Article
Full-text available
Colorectal cancer is one of the most commonly diagnosed cancers and the third most common cause of cancer-related death. Metastasis is the leading reason for the resultant mortality of these patients. Accordingly, development and characterization of novel anti-cancer drugs limiting colorectal tumor cell dissemination and metastasis are needed. In t...
Article
Full-text available
Chemotherapeutic drugs used in the treatment of acute myeloid leukemias (AMLs) are thought to induce cancer cell death through the generation of DNA double-strand breaks. Here, we report that one of their early effects is the loss of conjugation of the ubiquitin-like protein SUMO from its targets via reactive oxygen species (ROS)-dependent inhibiti...
Article
Pompe disease is a progressive metabolic myopathy caused by deficiency in lysosomal acid α-glucosidase and results in cellular lysosomal and cytoplasmic glycogen accumulation. A wide spectrum of clinical phenotypes exists from hypotonia and severe cardiac hypertrophy in the first few months of life to a milder form with the onset of symptoms in adu...
Article
Full-text available
Autosomal recessive non-syndromic hearing loss (ARNSHL) is a genetically heterogenous disorder with 41 genes so far identified. Among these genes, ESRRB whose mutations are responsible for DFNB35 hearing loss in Pakistani and Turkish families. This gene encodes the estrogen-related receptor beta. In this study, we report a novel mutation (p.Y305H)...
Article
Full-text available
Rett syndrome is an X-linked dominant disorder caused frequently by mutations in the methyl-CpG-binding protein 2 gene (MECP2). Rett patients present an apparently normal psychomotor development during the first 6-18 months of life. Thereafter, they show a short period of developmental stagnation followed by a rapid regression in language and motor...
Article
Full-text available
In recent genome-wide association studies, genetic variants in TCF7L2, SLC30A8, HHEX, LOC387761, and EXT2 were associated with risk for type 2 diabetes mellitus (T2DM). We aimed at investigating the association of these single-nucleotide polymorphisms (SNPs) with T2DM and defining their corresponding allelic and genotypic combinations in the Tunisi...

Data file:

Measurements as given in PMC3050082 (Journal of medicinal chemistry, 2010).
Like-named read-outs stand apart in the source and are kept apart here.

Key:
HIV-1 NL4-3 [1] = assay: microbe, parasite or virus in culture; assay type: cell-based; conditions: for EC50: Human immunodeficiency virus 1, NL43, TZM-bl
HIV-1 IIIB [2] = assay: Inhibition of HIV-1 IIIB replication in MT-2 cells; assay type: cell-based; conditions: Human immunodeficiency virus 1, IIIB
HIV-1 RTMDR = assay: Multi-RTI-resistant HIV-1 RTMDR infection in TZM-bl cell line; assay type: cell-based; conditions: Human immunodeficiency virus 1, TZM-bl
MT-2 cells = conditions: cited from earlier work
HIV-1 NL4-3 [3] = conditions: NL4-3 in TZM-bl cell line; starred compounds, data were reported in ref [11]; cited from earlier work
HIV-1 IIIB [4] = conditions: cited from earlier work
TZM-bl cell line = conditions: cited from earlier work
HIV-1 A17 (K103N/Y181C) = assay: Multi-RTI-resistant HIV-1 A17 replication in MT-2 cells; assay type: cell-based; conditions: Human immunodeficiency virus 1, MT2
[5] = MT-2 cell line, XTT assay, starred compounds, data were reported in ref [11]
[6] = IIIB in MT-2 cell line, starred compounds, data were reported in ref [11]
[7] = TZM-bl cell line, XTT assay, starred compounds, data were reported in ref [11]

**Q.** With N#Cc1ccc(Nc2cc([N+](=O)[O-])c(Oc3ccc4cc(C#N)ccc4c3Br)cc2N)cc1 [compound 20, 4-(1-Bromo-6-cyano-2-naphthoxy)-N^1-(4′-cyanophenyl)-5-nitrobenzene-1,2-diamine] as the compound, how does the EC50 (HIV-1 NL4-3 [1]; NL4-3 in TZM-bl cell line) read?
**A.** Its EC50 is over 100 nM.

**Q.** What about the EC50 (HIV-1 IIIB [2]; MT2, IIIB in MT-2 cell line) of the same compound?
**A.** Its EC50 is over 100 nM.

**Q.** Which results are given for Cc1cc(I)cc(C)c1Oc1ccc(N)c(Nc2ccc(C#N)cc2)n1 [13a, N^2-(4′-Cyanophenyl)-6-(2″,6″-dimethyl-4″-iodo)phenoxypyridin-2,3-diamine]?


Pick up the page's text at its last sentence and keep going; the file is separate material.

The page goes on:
Article
Full-text available
Mitochondria are essential for early cardiac development and impaired regulation of mitochondrial function was implicated in congenital heart diseases. We described a newborn girl with hypertrophic cardiomyopathy and profound hearing loss. The mtDNA mutational analysis revealed the presence of known polymorphisms associated to cardiomyopathy and/or...
Article
Full-text available
Febrile seizures (FSs) relatively represent the most common form of childhood seizures. FSs are not thought of as a true epileptic disease but rather as a special syndrome characterized by its provoking factor (fever) and a typical range of 3 months to 5 years. Although specific genes affecting the majority of FS cases have not been identified yet,...
Article
Genome-wide analyses of the genetic predisposition to type 2 diabetes mellitus (T2DM) in different isolates and populations have identified regions of interest called non insulin-dependent diabetes mellitus (NIDDM) 1, 2, 3 and 4. At the NIDDM1 locus (2q37.3), calpain-10 (CAPN10) encodes for a ubiquitously expressed protease implicated in the two fu...